Water services in your water system are being installed with, or upgraded to include a check valve that helps protect the water system from potentially harmful backflow.  The check valve causes the home to become a “closed system” and makes it susceptible to a dangerous condition called thermal expansion in the event of a hot water tank malfunction that over-heats/pressurizes the home’s plumbing.


Please ensure that your water heater has proper devices installed (T & P Valve, expansion tank, etc.) to protect against the possibility of thermal expansion by contacting the water heater manufacturer or a licensed plumber.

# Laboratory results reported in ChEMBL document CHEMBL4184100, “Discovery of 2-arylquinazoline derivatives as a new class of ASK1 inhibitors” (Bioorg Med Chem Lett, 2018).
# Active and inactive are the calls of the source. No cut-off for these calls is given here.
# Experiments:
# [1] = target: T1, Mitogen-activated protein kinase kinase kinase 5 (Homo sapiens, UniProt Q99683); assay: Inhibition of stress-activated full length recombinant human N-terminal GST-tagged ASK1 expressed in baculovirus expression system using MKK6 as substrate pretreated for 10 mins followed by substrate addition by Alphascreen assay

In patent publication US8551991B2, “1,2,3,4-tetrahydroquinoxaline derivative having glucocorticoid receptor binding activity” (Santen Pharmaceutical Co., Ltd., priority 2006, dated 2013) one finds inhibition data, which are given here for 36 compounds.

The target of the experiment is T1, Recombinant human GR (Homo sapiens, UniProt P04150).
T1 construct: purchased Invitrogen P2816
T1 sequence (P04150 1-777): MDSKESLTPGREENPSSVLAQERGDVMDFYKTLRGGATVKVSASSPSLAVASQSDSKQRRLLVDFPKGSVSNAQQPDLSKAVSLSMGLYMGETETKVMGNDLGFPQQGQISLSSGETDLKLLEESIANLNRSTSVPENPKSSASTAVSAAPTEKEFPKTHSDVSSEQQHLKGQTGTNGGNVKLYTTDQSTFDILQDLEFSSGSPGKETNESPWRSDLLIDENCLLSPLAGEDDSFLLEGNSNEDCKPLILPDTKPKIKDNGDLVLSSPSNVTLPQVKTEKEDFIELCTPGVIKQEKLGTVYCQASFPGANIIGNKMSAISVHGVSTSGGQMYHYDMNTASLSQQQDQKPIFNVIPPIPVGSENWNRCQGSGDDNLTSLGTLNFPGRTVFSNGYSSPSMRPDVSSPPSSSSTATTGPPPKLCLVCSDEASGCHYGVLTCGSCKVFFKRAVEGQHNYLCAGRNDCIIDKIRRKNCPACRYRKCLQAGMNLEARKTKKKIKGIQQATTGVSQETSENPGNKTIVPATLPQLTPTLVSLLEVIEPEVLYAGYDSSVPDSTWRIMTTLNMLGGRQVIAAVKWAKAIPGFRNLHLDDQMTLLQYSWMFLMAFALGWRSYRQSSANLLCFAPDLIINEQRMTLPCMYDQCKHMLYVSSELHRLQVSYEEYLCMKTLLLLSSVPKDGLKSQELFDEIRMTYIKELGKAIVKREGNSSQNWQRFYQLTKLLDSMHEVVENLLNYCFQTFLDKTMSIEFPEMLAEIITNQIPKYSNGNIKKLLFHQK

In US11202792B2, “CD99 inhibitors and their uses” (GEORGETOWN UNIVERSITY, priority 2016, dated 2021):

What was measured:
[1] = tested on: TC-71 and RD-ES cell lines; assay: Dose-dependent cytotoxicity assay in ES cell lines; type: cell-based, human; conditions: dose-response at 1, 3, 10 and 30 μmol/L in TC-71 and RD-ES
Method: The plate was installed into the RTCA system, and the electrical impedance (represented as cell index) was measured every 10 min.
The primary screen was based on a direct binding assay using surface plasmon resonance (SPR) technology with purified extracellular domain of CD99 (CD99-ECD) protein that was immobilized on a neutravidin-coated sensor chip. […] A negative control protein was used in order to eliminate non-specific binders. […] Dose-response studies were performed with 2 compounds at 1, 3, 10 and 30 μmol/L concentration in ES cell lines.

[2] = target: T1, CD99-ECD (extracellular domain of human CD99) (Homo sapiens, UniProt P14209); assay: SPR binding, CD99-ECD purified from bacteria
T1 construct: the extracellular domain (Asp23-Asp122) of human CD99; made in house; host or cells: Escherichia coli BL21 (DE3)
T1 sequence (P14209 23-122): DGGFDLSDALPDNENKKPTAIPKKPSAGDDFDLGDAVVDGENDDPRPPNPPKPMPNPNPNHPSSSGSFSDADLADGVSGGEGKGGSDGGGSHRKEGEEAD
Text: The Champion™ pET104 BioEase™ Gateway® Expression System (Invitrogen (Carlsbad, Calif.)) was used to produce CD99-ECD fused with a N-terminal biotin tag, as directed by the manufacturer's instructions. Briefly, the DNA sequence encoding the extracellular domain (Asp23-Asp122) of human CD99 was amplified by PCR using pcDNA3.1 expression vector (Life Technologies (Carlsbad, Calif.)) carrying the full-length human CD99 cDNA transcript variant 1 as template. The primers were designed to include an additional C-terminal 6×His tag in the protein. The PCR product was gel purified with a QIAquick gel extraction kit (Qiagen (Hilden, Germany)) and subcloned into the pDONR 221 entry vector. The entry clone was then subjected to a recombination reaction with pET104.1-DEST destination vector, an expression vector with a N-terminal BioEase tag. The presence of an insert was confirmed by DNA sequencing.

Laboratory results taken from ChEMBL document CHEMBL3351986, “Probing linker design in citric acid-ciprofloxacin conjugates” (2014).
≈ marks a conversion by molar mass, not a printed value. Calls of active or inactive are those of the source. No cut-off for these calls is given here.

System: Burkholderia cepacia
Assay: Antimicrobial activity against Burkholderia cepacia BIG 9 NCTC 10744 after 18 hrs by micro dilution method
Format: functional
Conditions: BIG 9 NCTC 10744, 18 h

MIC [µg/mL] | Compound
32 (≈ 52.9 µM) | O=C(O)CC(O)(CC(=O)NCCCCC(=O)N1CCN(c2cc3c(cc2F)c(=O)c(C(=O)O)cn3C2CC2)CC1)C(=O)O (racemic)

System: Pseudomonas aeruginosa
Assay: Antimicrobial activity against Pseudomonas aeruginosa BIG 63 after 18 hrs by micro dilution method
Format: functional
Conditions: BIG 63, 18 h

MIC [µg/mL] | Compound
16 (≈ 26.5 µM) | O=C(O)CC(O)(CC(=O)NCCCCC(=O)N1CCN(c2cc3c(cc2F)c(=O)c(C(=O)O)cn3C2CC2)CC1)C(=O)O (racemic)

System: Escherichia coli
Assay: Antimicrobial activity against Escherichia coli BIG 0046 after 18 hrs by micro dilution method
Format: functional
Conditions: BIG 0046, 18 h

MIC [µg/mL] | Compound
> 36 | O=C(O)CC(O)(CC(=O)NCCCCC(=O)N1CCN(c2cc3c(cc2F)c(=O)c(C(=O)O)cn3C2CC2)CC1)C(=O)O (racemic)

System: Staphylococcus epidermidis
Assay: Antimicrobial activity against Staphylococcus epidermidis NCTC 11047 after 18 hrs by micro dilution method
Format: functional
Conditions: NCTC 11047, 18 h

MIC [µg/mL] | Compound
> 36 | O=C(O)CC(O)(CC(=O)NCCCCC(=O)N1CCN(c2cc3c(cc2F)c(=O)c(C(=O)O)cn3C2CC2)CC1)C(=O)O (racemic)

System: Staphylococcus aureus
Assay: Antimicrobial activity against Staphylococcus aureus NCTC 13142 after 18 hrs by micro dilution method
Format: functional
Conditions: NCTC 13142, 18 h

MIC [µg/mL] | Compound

If you have any questions or concerns please call Bob, our water supervisor @ Water & Wastewater Services, @ 800-895-8821, ext. 202.  Thank you for your attention to this matter.

President, Eddie Black:

"As you can see from the report, we had an issue with Coliform Bacteria earlier in the year. We took the lower well off line and the problem seems to have corrected itself. We will continue to monitor the monthly reports to insure we have the best possible drinking water available to our members. Everything with the new reservoir seems to be functioning as advertised."


PO Box 562

Camano Island, WA  98282